I came across an interesting article recently about the Phillips screw and its inventor Henry F. Phillips. It was surprising to learn that in a moment of innovation in the late 1930s, Cadillac was the first company to use the Phillips screw. As someone who has the collectively random interests of history, WWII and and U.S. manufacturing, this story is a gold mine.
My friend Mark was telling me the other day that his four-year old son is at the stage in his development that he is constantly asking questions about everything. Apparently, the most common query is — why? In a way, I think I never really grew out of that phase (and I’m sure many of you are the same way). I look at an everyday object and wonder what the story is behind it. What went into it becoming what it is? Because everything has a story, even something as simple as a Phillips screwdriver.
From the Wall Street Journal:
The screw was invented in the early 30’s by Henry F. Phillips, a Portland, Oregon businessman. He knew that car makers needed a screw that could be driven with more torque and that would hold tighter than slotted screws. Car makers also needed a screw that would center quickly and easily, and could be used efficiently on an assembly line. The Phillips screw was designed so that it could be driven by an automated screw driver with increasing force until the tip of the driver popped out without ruining the screw head. So what many consider a design flaw is actually a feature (at least if you’re a car manufacturer).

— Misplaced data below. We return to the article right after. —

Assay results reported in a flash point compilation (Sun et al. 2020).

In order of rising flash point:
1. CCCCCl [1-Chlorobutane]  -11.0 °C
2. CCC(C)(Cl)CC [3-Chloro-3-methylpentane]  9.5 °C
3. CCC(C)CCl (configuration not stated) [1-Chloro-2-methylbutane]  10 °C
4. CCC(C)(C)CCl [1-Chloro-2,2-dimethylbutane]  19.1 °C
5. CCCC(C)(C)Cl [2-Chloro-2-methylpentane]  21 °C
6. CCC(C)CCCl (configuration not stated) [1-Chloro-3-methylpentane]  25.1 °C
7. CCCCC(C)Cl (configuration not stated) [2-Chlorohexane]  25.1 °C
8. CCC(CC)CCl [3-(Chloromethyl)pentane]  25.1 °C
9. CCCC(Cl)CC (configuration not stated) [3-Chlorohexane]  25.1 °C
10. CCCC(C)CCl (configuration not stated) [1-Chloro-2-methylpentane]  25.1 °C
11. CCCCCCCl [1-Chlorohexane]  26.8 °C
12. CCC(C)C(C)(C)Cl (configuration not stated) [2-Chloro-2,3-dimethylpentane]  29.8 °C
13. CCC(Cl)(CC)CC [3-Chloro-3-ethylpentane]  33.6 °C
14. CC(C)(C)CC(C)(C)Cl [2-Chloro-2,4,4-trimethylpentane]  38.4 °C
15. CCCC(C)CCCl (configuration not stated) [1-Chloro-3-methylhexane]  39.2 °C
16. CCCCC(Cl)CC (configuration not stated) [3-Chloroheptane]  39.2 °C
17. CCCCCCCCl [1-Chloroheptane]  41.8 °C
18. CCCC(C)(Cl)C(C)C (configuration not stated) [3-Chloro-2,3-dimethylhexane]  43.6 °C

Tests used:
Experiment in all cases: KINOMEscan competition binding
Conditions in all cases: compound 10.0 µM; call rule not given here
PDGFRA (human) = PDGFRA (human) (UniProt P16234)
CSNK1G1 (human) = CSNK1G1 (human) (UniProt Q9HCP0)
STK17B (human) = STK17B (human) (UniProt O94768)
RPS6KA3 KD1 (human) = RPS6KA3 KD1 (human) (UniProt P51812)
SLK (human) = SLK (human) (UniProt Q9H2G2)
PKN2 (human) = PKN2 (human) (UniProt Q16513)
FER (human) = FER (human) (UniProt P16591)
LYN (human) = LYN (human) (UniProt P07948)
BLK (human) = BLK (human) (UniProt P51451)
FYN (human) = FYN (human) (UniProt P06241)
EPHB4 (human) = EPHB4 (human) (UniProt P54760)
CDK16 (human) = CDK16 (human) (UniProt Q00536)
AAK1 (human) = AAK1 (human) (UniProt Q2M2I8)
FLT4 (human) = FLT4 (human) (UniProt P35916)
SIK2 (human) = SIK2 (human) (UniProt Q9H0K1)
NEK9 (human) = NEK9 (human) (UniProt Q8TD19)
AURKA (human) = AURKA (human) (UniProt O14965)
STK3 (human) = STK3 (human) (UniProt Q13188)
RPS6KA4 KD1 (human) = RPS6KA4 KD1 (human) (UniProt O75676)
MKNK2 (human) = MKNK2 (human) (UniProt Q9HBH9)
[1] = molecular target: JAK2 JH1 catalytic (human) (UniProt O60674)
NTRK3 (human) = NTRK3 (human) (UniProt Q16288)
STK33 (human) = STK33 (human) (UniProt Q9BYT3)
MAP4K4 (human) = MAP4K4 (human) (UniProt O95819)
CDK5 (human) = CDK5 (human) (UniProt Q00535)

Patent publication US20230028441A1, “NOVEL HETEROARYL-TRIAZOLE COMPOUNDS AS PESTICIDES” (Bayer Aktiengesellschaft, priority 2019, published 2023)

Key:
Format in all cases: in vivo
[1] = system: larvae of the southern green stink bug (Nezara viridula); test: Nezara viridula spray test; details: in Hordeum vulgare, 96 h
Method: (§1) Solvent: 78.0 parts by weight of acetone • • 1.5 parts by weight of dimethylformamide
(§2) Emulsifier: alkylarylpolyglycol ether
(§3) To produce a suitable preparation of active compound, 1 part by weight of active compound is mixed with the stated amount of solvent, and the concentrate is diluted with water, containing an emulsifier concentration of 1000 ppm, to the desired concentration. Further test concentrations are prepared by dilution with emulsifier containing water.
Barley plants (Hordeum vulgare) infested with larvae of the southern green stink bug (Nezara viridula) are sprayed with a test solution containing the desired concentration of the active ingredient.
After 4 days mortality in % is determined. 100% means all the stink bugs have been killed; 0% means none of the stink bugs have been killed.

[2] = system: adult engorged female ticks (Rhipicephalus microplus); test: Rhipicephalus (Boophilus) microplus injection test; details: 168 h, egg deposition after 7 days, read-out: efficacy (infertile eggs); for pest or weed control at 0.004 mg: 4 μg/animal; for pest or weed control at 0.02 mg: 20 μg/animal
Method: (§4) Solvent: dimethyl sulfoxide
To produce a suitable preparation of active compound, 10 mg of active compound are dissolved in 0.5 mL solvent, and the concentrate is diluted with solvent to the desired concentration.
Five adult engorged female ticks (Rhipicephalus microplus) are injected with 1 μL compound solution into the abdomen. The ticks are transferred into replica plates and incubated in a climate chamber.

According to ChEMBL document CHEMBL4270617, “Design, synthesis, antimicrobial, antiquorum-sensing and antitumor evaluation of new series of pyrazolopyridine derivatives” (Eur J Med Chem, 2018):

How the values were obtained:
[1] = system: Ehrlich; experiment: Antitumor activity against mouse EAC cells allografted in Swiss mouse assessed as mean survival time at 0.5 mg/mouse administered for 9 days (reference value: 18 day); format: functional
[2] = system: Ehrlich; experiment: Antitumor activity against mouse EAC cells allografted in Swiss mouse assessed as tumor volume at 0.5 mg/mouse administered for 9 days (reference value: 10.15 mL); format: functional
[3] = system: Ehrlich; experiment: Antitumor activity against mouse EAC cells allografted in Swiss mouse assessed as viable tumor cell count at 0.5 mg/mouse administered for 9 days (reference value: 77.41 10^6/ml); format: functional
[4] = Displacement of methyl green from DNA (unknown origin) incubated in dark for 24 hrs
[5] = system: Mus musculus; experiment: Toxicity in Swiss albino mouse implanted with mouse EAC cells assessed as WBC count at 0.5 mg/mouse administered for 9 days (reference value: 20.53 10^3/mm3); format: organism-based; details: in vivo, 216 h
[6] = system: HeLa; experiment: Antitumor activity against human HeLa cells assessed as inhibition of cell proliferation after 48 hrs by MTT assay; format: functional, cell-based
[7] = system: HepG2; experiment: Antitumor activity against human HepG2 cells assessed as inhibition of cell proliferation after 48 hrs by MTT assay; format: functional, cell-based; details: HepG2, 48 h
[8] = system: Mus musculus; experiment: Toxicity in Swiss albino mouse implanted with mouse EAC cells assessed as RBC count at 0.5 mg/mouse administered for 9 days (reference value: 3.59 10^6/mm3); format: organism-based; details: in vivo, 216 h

The Phillips screw first gained acceptance with Cadillac in the late 30’s. Although there is a Phillips Screw Co. today, the company never actually made Phillips screws or drivers. They were produced under license by other companies. Unlicensed knockoffs proliferated, so that in 1949, Mr. Phillips was stripped of his patent.